In any assessment, the benefits must be balanced against the risks, so health benefits should be clear before the user downloads a digital tool. This is not always the case and some advertising is certainly misleading. Any digital tool should undergo safety testing and if it purports to provide a benefit, it should be clear what that benefit is and who it has benefitted. For a balanced understanding, information on whether the technology has been used in its intended population with user (clinician and/or patient) satisfaction and engagement, whether it has been used in its intended setting (i.e., commercial marketplace, adjunct to in-person specialty treatment, primary care) and what types of support have been required to implement it in research. This last issue is vital as paying participants for use, providing back-up services, or a coach may not be available in the wider world but may be acceptable in research practice. Most interventions will go through at least one randomized controlled trial and typically, they report an effect size. This is probably not understood by many and so designers should provide clarity so that users and clinicians can understand the number of people who benefit and by how much, as well as the number of people who do not benefit. No digital tool will help everyone and if individuals do not receive benefit then they should at least understand that others had the same experience. They will then not attribute the problem to some individual failing which may add to the severity of their mental health problems. The three T4T questions for apps from Wykes and Schueller [4••] related to risks and benefits are (1) what is the impact on the health condition, (2) what percentage of users received either no benefit or deteriorated, and (3) are there specific benefits that outweigh any costs?

Including diverse panels of end users in development

The intended end users should be present at the beginning of the development and design process. Often this step is completely missed until the tool has been developed and designers rely at best on current evidence on intervention gaps and clinician views. It is vital, however, that ethical and responsible developmental practices include the target audience in development if the digital tool is to provide the most benefit. This principle would also be likely to increase engagement which is a particular problem and which means that fewer people actually receive a benefit. For instance, some tools meant to support those with depression are tested on groups with low-level symptoms (e.g., distressed undergraduates). The range and depth of problems will not be the same and so this design process risks potential harm (see [25] for a feasibility and usability model study). T4T principles suggest three simple questions: (1) how were target users involved in the initial design, (2) how were target users involved in usability evaluations, (3) has usability been independently evaluated?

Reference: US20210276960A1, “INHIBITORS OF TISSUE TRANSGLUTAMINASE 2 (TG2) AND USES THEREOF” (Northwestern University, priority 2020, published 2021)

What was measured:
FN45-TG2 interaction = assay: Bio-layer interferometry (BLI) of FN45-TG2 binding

Research ethics boards oversee research carried out on digital health. Despite differences across countries, these ethics boards generally do not have much expertise in overseeing the ethical issues of this type of research. Given the newness of the field and the unique ethical considerations that exist, appropriate representation of digital health researchers on these boards will be essential to supporting and directing ethically sound research advancements.

As an example, one common ethical concern in digital mental health research is the appropriate response to data collected outside of the context of study visits. In a standard clinical trial of cognitive-behavioral therapy or an antidepressant medication, most data is collected in study visits that occur during workday hours when study staff are adequately prepared to respond to indications of participant risk. For example, if a participant reports suicidal ideation at a study visit, the study team can and should do a thorough, in-person risk assessment to determine whether voluntary or involuntary hospitalization is necessary.

In digital mental health research, study assessments are often administered remotely via a smartphone or an online portal and participants can often choose when they want to complete these assessments. If a participant completes such an assessment at 11 pm on a Saturday evening and indicates suicidal ideation, should the researcher be expected to initiate a follow-up assessment that evening? If so, what is the appropriate course of action if the researcher cannot reach the participant via phone? Neither of these questions would come up in a clinical trial in which assessments were only conducted during study visits; however, just because we are not collecting assessments between study visits does not mean that participants were not experiencing suicidal ideation at these times. Assessing more frequently and remotely using technology has the benefit of offering a complete and more nuanced picture of the participant’s struggles with mental illness and can also introduce questions about risk management and participant safety.